- Hackers are buying an old but revived macOS malware from the dark web to steal people’s credentials.
- The particular strain has six years of history, was retracted at some point, and now returned possibly through a new developer.
- The refreshed re-selling network is now pretty extensive, even reaching to the clearnet.
Users of macOS are currently facing a surge in infection of ‘XLoader’ (not to be confused with the Android strain), a commodity malware sold on various dark web locations to anyone wishing to launch attacks against Apple’s OS. The price ranges between $50 and $150, depending on the duration of the reseller’s licensing and profit margin. Still, according to the stats presented by Check Point researchers today, the volume of sales is constantly increasing.
XLoader isn’t really a new malware, but more of a re-spin of a malicious piece of software that first appeared in the wild six years ago, known then as “Formbook.”
This is an info-stealer that can harvest credentials from web browsers, capture screenshots, monitor keystrokes, and log them for exfiltration to the C2, as well as download and execute additional files from the actors’ infrastructure. All in all, a powerful and versatile tool that can do a lot if left undetected.
In May 2018, the original author of Formbook published a statement saying that their intention was to introduce a simple spyware, not to see the tool being used to support email campaigns. As such, the tool was retracted, and everyone who was using it for purposes outside the intended scope had their license revoked. But those who had it continued using it, albeit linking it to their own servers now.
In February 2020, XLoader appeared on the dark web, advertised as an all-around credentials stealer. By the end of the year, it was being sold on the same forum that was originally selling Formbook, even featuring the exact same price tags for the same licensing package options.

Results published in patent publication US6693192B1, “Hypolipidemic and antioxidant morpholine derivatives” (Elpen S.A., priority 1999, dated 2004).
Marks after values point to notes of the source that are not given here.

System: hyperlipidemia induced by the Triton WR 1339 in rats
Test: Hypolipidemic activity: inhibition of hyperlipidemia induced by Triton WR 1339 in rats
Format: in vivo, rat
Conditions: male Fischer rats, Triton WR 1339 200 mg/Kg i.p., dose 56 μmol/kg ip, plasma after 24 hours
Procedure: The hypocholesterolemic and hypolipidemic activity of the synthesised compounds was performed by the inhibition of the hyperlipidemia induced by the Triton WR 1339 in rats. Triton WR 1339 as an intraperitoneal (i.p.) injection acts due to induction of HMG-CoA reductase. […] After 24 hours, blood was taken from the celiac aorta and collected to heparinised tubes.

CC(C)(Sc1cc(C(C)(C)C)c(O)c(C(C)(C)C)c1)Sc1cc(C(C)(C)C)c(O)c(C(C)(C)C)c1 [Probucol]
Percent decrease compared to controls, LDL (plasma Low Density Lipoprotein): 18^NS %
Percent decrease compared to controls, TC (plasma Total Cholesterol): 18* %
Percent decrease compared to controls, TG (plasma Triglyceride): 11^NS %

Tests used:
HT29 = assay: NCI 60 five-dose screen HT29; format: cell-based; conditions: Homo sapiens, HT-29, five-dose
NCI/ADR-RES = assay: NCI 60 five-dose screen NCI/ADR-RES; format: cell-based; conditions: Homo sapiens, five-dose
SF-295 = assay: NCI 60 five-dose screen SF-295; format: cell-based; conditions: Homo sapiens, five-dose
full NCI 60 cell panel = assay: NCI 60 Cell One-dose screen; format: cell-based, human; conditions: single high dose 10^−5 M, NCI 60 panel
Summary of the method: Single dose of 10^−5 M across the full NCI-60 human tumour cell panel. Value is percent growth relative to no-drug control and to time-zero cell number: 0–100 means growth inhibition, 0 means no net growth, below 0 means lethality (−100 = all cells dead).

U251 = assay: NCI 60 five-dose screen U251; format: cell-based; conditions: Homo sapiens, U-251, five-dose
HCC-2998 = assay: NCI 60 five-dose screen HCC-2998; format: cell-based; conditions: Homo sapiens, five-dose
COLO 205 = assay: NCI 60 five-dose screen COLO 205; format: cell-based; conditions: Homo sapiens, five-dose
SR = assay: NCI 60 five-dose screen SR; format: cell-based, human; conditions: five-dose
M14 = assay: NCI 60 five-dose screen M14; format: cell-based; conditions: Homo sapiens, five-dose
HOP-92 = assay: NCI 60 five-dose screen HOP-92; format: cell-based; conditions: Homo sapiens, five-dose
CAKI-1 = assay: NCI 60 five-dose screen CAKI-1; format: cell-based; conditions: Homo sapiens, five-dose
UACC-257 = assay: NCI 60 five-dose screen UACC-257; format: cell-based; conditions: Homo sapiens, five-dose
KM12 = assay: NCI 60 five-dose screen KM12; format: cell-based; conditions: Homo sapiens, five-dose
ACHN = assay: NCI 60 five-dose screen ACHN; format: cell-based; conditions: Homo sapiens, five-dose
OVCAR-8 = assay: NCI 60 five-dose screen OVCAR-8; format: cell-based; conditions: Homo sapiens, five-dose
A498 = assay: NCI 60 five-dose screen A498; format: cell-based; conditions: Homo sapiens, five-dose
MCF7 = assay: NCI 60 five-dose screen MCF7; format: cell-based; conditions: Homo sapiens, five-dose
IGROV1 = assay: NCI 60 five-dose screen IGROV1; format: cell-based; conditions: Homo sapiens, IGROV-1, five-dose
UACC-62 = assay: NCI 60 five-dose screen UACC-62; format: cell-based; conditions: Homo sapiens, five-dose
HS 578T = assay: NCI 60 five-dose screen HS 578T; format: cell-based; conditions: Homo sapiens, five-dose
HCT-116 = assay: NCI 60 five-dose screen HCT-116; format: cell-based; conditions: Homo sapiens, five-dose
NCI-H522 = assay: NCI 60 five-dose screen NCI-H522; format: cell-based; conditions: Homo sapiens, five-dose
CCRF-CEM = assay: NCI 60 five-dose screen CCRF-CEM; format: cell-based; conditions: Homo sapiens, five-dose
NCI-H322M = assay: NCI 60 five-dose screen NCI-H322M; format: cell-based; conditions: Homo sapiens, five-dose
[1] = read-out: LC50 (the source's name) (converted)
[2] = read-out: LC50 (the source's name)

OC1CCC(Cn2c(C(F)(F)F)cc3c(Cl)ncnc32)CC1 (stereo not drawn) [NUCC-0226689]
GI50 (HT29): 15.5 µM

Check Point finds it possible that the original author sold the code to a new developer or a new network of resellers. However, there are some clear signs of the author still being actively involved, at least up to a limited point.
The XLoader grew so popular in 2021 that it got a clearnet site and a seemingly legitimate presentation – offered at a slightly higher cost compared to dark web forums, though. These sites are unlikely to be connected to the original author. Still, they are rather set up and operated by opportunistic actors who are looking to make money by selling something “hot” to anyone interested.
Between December 2020 and June 2021, Check Point logged XLoader presence in at least 69 countries around the world, with most infections targeting US-based systems. From the 90,000 domains used in network communications by the malware, only 1,300 are real C2 servers, which is a trick deployed to fool researchers and their sandbox traps. The remaining domains are all legitimate, which obviously don’t respond to the malicious traffic they receive from XLoader, so this whole approach makes the discrimination between real and fake servers difficult.